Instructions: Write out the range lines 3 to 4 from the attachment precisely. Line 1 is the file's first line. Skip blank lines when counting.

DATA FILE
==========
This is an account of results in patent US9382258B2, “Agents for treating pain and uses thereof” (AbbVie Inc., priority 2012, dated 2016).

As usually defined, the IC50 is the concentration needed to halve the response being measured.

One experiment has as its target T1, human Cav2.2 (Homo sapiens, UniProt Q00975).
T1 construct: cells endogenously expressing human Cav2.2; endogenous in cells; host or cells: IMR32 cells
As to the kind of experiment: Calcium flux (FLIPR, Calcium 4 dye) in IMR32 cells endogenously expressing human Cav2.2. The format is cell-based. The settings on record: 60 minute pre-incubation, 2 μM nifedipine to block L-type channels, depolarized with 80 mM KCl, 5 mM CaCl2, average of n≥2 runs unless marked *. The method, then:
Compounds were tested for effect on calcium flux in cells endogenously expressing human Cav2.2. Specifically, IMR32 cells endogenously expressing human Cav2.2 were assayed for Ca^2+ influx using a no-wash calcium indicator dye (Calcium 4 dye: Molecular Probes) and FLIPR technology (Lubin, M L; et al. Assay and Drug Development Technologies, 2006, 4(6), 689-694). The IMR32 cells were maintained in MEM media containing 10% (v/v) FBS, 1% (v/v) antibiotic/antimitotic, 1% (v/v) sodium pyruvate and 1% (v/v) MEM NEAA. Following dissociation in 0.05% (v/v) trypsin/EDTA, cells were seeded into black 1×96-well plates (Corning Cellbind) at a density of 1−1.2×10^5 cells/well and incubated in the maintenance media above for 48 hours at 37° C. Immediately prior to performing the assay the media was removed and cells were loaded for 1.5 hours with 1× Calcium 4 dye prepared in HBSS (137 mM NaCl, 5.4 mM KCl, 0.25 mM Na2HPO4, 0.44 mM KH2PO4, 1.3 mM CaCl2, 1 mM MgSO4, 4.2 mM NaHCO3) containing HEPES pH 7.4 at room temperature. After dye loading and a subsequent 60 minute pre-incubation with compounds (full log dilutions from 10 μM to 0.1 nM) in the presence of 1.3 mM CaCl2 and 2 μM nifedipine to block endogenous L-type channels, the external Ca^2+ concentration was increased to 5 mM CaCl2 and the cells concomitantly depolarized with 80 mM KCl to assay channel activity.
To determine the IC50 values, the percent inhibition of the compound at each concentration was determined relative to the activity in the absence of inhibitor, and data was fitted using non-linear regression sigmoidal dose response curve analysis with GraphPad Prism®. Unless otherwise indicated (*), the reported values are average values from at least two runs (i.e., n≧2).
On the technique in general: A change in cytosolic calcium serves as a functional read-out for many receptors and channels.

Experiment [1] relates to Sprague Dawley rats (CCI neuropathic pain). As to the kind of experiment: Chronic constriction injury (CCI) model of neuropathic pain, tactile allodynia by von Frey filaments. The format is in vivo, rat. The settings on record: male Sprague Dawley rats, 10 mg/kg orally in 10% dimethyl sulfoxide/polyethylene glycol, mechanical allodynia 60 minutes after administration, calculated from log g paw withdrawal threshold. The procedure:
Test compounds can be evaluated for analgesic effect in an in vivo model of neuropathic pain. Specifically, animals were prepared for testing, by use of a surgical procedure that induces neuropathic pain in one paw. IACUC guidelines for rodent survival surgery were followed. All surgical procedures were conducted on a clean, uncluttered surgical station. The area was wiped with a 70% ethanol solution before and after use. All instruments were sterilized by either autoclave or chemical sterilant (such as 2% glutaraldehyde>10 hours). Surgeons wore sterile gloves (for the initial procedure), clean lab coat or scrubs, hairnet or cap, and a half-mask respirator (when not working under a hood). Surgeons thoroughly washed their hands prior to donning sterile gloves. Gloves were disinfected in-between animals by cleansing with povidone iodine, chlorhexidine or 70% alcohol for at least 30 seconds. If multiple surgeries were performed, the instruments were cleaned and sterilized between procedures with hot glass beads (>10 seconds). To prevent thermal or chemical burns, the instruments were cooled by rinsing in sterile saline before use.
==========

One experiment has as its target T1, human Cav2.2 (Homo sapiens, UniProt Q00975).
T1 construct: cells endogenously expressing human Cav2.2; endogenous in cells; host or cells: IMR32 cells